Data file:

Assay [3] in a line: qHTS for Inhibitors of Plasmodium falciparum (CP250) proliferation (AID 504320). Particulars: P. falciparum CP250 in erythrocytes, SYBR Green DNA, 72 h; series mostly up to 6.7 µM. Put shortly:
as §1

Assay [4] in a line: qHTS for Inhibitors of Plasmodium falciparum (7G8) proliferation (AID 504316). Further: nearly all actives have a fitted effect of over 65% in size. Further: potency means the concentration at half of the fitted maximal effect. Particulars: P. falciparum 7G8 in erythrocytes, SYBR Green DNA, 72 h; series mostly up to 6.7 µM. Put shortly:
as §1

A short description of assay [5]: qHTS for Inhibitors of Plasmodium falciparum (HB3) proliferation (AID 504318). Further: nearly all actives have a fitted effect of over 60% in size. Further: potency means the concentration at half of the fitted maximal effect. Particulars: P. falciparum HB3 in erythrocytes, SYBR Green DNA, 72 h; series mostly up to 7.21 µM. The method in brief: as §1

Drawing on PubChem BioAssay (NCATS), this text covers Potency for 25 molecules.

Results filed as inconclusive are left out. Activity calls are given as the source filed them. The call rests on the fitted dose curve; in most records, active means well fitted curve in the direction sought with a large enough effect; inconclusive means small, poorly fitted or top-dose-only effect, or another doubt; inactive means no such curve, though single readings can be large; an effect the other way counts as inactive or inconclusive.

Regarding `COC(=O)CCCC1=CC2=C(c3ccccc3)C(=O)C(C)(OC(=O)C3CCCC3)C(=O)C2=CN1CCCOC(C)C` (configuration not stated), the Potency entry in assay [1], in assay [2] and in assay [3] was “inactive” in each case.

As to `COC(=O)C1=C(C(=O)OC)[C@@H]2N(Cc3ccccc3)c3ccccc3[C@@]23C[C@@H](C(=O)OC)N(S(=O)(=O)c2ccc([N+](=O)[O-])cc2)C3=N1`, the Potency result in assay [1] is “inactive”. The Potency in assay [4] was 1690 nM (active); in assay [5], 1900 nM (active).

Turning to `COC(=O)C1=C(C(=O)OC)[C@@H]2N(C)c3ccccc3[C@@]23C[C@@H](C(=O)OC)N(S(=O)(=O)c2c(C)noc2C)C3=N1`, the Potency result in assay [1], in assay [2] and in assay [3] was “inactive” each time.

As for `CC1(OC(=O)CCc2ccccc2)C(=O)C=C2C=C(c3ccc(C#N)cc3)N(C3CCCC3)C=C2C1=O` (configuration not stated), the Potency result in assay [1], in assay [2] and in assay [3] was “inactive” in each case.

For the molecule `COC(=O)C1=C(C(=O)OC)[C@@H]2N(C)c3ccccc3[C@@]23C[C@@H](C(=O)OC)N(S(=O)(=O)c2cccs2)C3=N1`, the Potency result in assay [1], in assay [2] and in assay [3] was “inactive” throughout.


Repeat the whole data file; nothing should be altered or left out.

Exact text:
Assay [3] in a line: qHTS for Inhibitors of Plasmodium falciparum (CP250) proliferation (AID 504320). Particulars: P. falciparum CP250 in erythrocytes, SYBR Green DNA, 72 h; series mostly up to 6.7 µM. Put shortly:
as §1

Assay [4] in a line: qHTS for Inhibitors of Plasmodium falciparum (7G8) proliferation (AID 504316). Further: nearly all actives have a fitted effect of over 65% in size. Further: potency means the concentration at half of the fitted maximal effect. Particulars: P. falciparum 7G8 in erythrocytes, SYBR Green DNA, 72 h; series mostly up to 6.7 µM. Put shortly:
as §1

A short description of assay [5]: qHTS for Inhibitors of Plasmodium falciparum (HB3) proliferation (AID 504318). Further: nearly all actives have a fitted effect of over 60% in size. Further: potency means the concentration at half of the fitted maximal effect. Particulars: P. falciparum HB3 in erythrocytes, SYBR Green DNA, 72 h; series mostly up to 7.21 µM. The method in brief: as §1

Drawing on PubChem BioAssay (NCATS), this text covers Potency for 25 molecules.

Results filed as inconclusive are left out. Activity calls are given as the source filed them. The call rests on the fitted dose curve; in most records, active means well fitted curve in the direction sought with a large enough effect; inconclusive means small, poorly fitted or top-dose-only effect, or another doubt; inactive means no such curve, though single readings can be large; an effect the other way counts as inactive or inconclusive.

Regarding `COC(=O)CCCC1=CC2=C(c3ccccc3)C(=O)C(C)(OC(=O)C3CCCC3)C(=O)C2=CN1CCCOC(C)C` (configuration not stated), the Potency entry in assay [1], in assay [2] and in assay [3] was “inactive” in each case.

As to `COC(=O)C1=C(C(=O)OC)[C@@H]2N(Cc3ccccc3)c3ccccc3[C@@]23C[C@@H](C(=O)OC)N(S(=O)(=O)c2ccc([N+](=O)[O-])cc2)C3=N1`, the Potency result in assay [1] is “inactive”. The Potency in assay [4] was 1690 nM (active); in assay [5], 1900 nM (active).

Turning to `COC(=O)C1=C(C(=O)OC)[C@@H]2N(C)c3ccccc3[C@@]23C[C@@H](C(=O)OC)N(S(=O)(=O)c2c(C)noc2C)C3=N1`, the Potency result in assay [1], in assay [2] and in assay [3] was “inactive” each time.

As for `CC1(OC(=O)CCc2ccccc2)C(=O)C=C2C=C(c3ccc(C#N)cc3)N(C3CCCC3)C=C2C1=O` (configuration not stated), the Potency result in assay [1], in assay [2] and in assay [3] was “inactive” in each case.

For the molecule `COC(=O)C1=C(C(=O)OC)[C@@H]2N(C)c3ccccc3[C@@]23C[C@@H](C(=O)OC)N(S(=O)(=O)c2cccs2)C3=N1`, the Potency result in assay [1], in assay [2] and in assay [3] was “inactive” throughout.